The Spectator


If there is one matter of concern about MI5 to have come out of the Shayler case, it is that the organisation employed him at all

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Besides secret agents themselves, who face assassination should their identities become known, no man can have been more grateful for the existence of the Official Secrets Act than Ian Fleming. Had it been known back in the 1950s that MI5 and MI6 were inhabited not by suave womanisers but by dull paper-shufflers who go home on the Tube, his books would not have prospered.

Thanks to David Shayler, the former MI5 officer jailed earlier this week for breaching the Official Secrets Act, the image of the secret services now projected on to the public mind is that of any other government department: a bungling bureaucracy staffed by a mixture of the ambitious, the bored and the devious, fighting little turf wars and gradually being consumed by paperwork. It would be extraordinary if it were any other way: the aura of exoticism which long surrounded secret-service work - the sherry parties hosted by shady dons, the clandestine meetings with agents carrying rolled-up copies of the Times - cannot be expected to exempt it from the institutional arthritis which tends to afflict all large public organisations.

This magazine has some sympathy for David Shayler's observations of life inside MI5. In 1998, during his self-imposed exile on mainland Europe, Mr Shayler wrote of his experiences twice in these pages. In one article he expanded on the frustration of 'spending days poring over the drafting of routine documents', and claimed that had MI5's methods been sharper it could have prevented the IRA bombing of the City in 1993. In the other, he related his fears of what might happen to him after his account of his time at MI5 was published in the Mail on Sunday. 'I really did feel like a dissident in the old Soviet Union,' he wrote. 'Each night I lay awake unable to sleep for fear. Each night I listened out for the sinister knock or the splintering crack at the door before I was quietly and inevitably hauled off to the cells by Special Branch.'

Events have proved Mr Shayler to be over-imaginative. Apart from his allegation that Special Branch officers took his girlfriend's knickers during a raid on his flat, events have failed to sustain his portrayal of MI5 as a British KGB. He has not been bumped off and dumped in a canal, but has been tried in an open court to which reporters were allowed access; the only concession to secrecy being that former MI5 colleagues gave evidence with their faces obscured.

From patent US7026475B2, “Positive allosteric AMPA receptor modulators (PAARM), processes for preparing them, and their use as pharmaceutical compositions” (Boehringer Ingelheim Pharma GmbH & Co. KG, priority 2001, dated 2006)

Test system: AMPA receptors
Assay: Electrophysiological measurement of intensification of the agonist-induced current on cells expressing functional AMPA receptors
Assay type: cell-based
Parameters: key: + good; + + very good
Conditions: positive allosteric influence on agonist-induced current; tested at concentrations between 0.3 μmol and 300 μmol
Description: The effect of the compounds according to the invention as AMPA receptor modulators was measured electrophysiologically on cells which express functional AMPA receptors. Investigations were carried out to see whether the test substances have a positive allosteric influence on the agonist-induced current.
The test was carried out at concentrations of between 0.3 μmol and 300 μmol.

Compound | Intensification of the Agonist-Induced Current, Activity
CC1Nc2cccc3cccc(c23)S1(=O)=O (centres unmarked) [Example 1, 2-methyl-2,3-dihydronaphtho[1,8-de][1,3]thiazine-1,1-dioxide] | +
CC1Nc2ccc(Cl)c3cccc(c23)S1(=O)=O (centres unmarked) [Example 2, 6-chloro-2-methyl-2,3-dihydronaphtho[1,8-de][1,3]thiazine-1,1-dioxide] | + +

As hard as he has tried, Mr Shayler has failed to portray anything menacing about British secret services. Working for MI5, he was never in a position to have direct knowledge of the alleged MI6 plot which constituted his most sensational revelation: that British secret agents were behind a failed assassination attempt on the Libyan leader, Colonel Gaddafi. Instead it came from rumour, and turned out to be untrue. A further allegation that MI5 wasted time and money pursuing the Guardian journalist Victoria Brittain - who was suspected, wrongly as it turned out, of allowing Libyan terrorists to use her bank account - took on a different perspective when it was revealed in court that Mr Shayler himself had been in charge of the operation: it is his name which appears on forms applying for permission from superiors to bug Miss Brittain's home.

It is in the public interest that the operations of secret services be constrained by laws passed according to the normal democratic process. Mr Shayler's disclosures would be of interest if they revealed that MI5 had been breaking those laws. Yet they suggest the opposite: his frustrations at MI5 set in because of what he describes as an 'obsession with petty rules'. Without evidence of any law-breaking on the part of MI5, the Shayler case revolves around one issue: the right of secret services to behave as per their definition, and keep secrets. Mr Shayler maintains that nothing he did threatened the security of the land, yet the documents he photocopied contained the names of MI5 agents. Mr Shayler, who plans to take his case to the European Court of Human Rights, complaining that his right to freedom of expression has been infringed, should reconsider. Ought his freedom to express himself really take precedence over the right to privacy and the right to life of the agents whose names he revealed? He is behaving like the proverbial man who uses the right to free speech to excuse his hoax cry of 'Fire!' in a crowded theatre.

If there is one matter of concern about MI5 to have come out of the Shayler case, it is that the organisation employed him at all. How did its vetting procedure fail to pick up the fact that while a student at Dundee University Mr Shayler had published extracts from Peter Wright's book Spycatcher? Did that send no alarm signals to his employers as to his ability to keep secrets? Ironically, Mr Shayler's appointment came about as part of an attempt to make more open the procedures of MI5: he responded to one of the organisation's first newspaper job advertisements. Let us hope the government has learnt the lesson: secret services should respect the law, but that does not mean they should not be secretive.